Skip to 3 minutes and 40 secondsOther processes that go on are called gleying. This is when you dig into the soil. And you can see little patches of light-colored, and rusty coloured, and dark colours, which reflect areas of different oxidation in the soil. So gleying is a very important process in-- And that could be from the rain coming down but also ground water coming up, can't it? Yes, it can. And then in other parts of the world, you have problems with accumulation of salt. That's salinisation. That's a real problem in some parts of the world. And also, of course, in some parts, you get accumulation of organic matter. And that's peat formation.

Skip to 4 minutes and 18 secondsGot some pretty good exposed soil here. What's this profile? Well what this is, Carly, this is a great exemplar of a high-latitude soil environment. Here we are in northern England, upland northern England, a high-rainfall environment, very poorly drained, and a classic example of how peat forms in these conditions. What we have, we've got a lot of rainfall that comes onto the land's surface, super-saturated soil. It's absolutely full of water, and it's anaerobic conditions. So it's stifled-- the oxygen's reduced. The bacteria and the fungi can't do their job very well. And consequently, in very simple terms, all the grass, all the vegetation that's accumulated over the years can't decompose.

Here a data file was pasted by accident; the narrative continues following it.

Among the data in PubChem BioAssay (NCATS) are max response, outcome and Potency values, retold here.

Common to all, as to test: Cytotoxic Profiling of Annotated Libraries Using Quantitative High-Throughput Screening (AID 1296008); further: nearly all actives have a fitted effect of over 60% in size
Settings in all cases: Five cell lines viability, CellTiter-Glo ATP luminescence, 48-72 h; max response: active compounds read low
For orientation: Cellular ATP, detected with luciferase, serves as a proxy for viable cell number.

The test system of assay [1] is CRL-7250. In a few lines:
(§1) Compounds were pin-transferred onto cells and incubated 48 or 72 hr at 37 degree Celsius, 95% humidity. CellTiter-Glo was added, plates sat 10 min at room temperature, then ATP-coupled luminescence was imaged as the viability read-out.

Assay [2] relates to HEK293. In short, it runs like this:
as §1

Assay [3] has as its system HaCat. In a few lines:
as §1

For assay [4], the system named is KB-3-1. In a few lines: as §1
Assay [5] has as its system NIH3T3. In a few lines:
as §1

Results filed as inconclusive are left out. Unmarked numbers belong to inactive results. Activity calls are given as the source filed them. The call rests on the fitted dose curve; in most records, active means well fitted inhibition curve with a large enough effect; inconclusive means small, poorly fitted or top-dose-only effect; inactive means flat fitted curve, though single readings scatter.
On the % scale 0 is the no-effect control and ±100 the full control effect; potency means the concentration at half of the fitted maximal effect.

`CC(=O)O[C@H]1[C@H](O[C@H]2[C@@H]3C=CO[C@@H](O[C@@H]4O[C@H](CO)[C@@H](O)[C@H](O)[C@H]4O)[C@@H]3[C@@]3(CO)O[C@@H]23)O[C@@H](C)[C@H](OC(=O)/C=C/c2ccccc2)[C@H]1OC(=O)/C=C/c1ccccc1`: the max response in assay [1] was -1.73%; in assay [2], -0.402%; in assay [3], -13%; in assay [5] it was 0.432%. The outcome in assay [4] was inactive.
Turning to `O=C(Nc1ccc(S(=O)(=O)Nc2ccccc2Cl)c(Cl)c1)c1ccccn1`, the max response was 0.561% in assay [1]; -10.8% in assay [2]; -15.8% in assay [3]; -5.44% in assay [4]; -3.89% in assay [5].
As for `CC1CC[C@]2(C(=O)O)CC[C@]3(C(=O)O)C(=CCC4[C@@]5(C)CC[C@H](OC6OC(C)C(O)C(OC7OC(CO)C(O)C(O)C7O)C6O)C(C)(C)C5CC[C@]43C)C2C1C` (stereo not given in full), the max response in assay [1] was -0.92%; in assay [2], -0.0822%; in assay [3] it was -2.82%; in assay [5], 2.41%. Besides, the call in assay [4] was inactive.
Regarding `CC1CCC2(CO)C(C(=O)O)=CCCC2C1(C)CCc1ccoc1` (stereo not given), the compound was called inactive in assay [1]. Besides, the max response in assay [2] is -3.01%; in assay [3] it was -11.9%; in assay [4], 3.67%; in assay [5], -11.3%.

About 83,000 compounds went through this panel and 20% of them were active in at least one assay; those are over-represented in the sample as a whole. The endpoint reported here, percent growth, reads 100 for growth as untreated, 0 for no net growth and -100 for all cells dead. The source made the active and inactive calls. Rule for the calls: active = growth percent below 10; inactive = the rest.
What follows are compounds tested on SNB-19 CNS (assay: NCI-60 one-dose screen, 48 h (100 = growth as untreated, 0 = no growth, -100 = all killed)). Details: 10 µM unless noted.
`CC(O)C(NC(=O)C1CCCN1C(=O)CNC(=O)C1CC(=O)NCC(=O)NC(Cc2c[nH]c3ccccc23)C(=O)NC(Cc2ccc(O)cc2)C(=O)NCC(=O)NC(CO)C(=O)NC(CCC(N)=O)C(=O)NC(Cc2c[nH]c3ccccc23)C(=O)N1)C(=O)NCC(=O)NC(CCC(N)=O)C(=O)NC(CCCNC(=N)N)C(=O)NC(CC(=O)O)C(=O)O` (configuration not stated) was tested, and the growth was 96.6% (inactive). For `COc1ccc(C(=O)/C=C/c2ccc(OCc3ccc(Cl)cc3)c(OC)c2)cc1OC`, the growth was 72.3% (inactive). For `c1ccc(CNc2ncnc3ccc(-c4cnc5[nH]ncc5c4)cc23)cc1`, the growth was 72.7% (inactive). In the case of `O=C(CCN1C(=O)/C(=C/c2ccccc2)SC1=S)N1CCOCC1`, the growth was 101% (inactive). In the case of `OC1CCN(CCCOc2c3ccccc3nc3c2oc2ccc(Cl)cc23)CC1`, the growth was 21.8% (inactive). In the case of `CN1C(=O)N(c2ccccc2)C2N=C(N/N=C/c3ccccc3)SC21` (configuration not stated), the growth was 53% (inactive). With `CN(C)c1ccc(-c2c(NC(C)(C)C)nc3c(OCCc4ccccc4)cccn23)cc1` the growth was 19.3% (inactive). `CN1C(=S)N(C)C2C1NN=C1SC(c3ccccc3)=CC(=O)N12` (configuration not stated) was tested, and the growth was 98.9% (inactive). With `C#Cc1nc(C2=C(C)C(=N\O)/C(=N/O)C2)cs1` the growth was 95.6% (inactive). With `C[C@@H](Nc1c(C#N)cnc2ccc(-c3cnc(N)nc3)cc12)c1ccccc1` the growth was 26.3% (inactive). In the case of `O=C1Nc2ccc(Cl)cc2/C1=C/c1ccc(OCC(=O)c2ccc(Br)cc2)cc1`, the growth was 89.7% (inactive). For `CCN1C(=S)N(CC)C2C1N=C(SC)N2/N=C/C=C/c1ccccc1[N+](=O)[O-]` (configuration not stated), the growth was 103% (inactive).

Skip to 5 minutes and 6 secondsSo all this black that we see in this soil, that's undecomposed organic matter? Yeah. It's basically organic material. But it's hardly got any mineral parent material in it. And consequently, it's kind of growing, basically, up from the surface. So if you just step back a little there, you can see that there are bits and pieces of rock around on the surface, which will be the underlying parent material. But here, actually, it can't really get to that, because the peat is just growing because of the super-saturated conditions. So how deep are these soils? Well, it just really depends. This is what I don't know. I would imagine it might just go down a few more centimetres below where we can see.

Skip to 5 minutes and 50 secondsBut these ombrotrophic peat bogs, these bogs can accumulate around the world in hollows where they're poorly drained, or also on the tops of mountains, on tops of poorly drained areas. And they can get to quite a few metres in depth in some conditions. OK. So vast stores of carbon, then. Vast stores of carbon. And an extreme example of soil processes really, peat accumulation, humic material accumulation. Well, thank you very much for coming to talk to us about how soils form and about these soil profiles. Thank you.

More about how soils form

In this video Professor Phil Haygarth describes the processes that occur in soils and described soil horizons.

Think about where you live - are you able to see soil horizons in your location? You’ll have an opportunity to post a photograph in the next activity.

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This video is from the free online course:

Soils: Introducing the World Beneath Our Feet

Lancaster University

Course highlights Get a taste of this course before you join: